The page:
BROAD SCORCH (1U01DA053631-01)
This project will dissect the transcriptional and epigenetic changes associated with SUD and persistent HIV infection at single-cell resolution across seven human brain regions, and integrate the resulting datasets to predict driver genes.
Weill Cornell SCORCH (Tilgner, 1U01DA053625-01)
This projects seeks to generate topographical data sets and evidence at single cell resolution across the hippocampus and prefrontal cortex (PFC), two brain regions known for predilection for HIV persistence and OUD in non-human primate (NHP) and in post-mortem human brain. These data will provide an unprecedented cellular landscape of multiple modalities that can be harnessed to develop strategies to limit viral persistence and restore and retain optimal brain health in people living with HIV.
Weill Cornell SCORCH (Ndhlovu, 1U01DA058527-01)
To identify cell types, epigenetic cell states, and gene pathways relevant to neuropathogenesis, viral persistence, and cannabinoid exposures, we are harnessing 180 brain tissue samples from an established oral administration of either cannabidiol (CBD) or Δ9- tetrahydrocannabinol (THC) in NHP and single cell assays (10X Genomics single nucleus multiome and a new single cell assay developed at the NYGC capable of measuring the genome-wide presence of multiple histone modifications and protein-DNA binding sites). Moreover, accompanying single cell data will be generated from conserved neurogenic brain regions of human postmortem brain tissues from 40 donors based on HIV status (+/-) and cannabis exposure (+/-). We will also explore the frequency of single cells in neurogenic regions of the brain that are infected and impacted by cannabinoids by harnessing a bioinformatics pipeline that detects both viral transcripts and transposase accessible provirus. This project will generate comprehensive single cell datasets in NHP and humans to improve our understanding of the cross talk between HIV and cannabinoids in neurogenic regions of the brain and has high programmatic priority to goals of the SCORCH program expansion.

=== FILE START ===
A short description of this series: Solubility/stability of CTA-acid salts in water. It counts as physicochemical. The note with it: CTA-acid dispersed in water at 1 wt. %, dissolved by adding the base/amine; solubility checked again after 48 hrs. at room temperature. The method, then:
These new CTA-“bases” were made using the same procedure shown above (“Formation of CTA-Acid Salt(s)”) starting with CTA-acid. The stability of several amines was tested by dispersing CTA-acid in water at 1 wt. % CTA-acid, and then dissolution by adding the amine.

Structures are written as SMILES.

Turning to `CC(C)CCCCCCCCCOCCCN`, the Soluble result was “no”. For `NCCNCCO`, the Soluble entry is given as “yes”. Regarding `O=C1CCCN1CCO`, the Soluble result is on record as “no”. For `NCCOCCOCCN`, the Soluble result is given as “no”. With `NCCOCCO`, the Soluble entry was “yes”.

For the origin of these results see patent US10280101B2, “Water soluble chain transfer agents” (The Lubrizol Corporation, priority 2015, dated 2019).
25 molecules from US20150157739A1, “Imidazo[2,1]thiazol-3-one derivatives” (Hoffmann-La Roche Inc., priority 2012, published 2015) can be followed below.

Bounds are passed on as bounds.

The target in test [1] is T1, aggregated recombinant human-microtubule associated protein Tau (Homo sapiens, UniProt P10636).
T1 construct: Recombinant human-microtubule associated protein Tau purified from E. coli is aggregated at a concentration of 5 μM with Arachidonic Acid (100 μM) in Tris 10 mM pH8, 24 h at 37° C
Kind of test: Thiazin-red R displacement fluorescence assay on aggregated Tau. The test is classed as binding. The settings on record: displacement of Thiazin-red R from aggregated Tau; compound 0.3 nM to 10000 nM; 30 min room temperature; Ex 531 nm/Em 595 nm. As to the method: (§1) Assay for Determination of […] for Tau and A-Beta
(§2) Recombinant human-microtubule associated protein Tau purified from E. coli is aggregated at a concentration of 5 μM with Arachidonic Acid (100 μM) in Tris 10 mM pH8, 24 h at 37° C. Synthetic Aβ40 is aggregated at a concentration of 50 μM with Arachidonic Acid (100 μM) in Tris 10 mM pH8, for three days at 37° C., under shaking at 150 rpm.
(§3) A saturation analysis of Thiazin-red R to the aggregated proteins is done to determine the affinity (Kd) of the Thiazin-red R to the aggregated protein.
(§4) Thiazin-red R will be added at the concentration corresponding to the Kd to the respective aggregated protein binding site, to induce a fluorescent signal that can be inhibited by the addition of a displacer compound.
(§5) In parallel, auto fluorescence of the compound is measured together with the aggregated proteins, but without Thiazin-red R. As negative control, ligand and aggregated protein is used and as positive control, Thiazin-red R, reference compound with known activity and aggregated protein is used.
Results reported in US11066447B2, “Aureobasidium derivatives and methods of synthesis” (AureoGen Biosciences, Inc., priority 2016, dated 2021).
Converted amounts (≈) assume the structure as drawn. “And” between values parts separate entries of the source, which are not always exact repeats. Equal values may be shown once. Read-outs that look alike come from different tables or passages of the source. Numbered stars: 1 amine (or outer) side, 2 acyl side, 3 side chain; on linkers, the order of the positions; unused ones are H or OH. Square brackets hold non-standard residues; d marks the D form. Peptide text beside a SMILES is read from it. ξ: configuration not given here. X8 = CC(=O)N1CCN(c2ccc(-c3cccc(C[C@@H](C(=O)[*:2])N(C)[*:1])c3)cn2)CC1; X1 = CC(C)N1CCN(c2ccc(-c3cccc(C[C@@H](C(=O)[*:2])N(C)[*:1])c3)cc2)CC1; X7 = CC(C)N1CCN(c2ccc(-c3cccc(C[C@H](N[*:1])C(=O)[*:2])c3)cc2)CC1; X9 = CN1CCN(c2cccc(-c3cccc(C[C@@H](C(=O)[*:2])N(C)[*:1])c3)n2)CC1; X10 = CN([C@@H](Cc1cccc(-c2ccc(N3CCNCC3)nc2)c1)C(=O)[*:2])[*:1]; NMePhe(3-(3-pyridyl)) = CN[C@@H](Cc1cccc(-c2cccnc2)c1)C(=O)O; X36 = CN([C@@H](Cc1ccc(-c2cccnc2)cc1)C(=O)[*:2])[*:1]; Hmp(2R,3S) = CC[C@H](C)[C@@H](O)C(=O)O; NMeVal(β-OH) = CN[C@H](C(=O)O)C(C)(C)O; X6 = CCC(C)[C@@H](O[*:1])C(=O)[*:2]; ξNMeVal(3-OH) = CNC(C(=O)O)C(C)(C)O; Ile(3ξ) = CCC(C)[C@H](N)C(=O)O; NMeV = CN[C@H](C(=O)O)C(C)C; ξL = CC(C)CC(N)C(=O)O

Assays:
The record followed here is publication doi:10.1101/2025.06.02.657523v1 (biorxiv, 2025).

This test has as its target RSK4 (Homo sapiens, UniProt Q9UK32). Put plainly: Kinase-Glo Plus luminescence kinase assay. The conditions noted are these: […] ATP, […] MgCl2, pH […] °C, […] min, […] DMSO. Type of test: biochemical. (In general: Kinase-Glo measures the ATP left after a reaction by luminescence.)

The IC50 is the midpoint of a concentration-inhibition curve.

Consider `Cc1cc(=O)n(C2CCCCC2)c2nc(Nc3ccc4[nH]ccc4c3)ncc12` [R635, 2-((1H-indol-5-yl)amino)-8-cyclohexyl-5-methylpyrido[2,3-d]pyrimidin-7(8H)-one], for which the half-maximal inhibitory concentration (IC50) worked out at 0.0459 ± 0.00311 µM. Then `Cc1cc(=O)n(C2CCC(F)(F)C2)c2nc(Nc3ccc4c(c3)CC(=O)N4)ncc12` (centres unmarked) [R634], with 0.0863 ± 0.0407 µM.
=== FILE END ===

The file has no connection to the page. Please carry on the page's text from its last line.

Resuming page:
Scripps Research SCORCH (Sanna, 1U01DA056004-01)
The abuse of stimulants such as methamphetamine (METH) exacerbates the deleterious effects of HIV infection. This project will carry out single nucleus RNA-Seq with the goal of identifying cell types and cell states that are pivotal in the effects of HIV and chronic methamphetamine (METH) self-administration on key brain regions relevant to the effects of persistent HIV infection and METH use disorder in HIV transgenic (Tg) rats, which harbor a non-replicating HIV-1 transgene and express chronic low-levels of multiple HIV-1 proteins.
- Pietro Sanna, MD
Scripps Research SCORCH (Sanna, 5U01DA056004-02)
This project will carry out single nucleus RNA-Seq with the goal of identifying cell types and cell states that are pivotal in the effects of HIV and chronic methamphetamine (METH) self-administration on key brain regions relevant to the effects of persistent HIV infection and METH use disorder in HIV transgenic (Tg) rats, which harbor a non-replicating HIV-1 transgene and express chronic low-levels of multiple HIV-1 proteins. We expect this project to identify novel mechanistic hypotheses that may lead to transformative new therapeutic concepts for substance use disorder (SUD) in the HIV setting, and will establish key resources for the neuroHIV field to be made publicly available through the SCORCH data coordination center.
- Pietro Sanna, MD
Allen Institute SCORCH (1U01DA056003-01)
This project will leverage state-of-the-art single-nuclei RNA sequencing (snRNA-seq) coupled to single-nuclei epigenetics (snATAC-seq) to define the transcriptional and epigenetic landscape of neuronal and nonneuronal cells in addiction-relevant brain cells of HIV-infected mice that compulsively self-administer cocaine. In this manner cell types and brain sites in which HIV and cocaine interact to exacerbate the negative impact of HIV infection on the brain and contribute to the persistence of cocaine use disorder in infected individuals will be identified.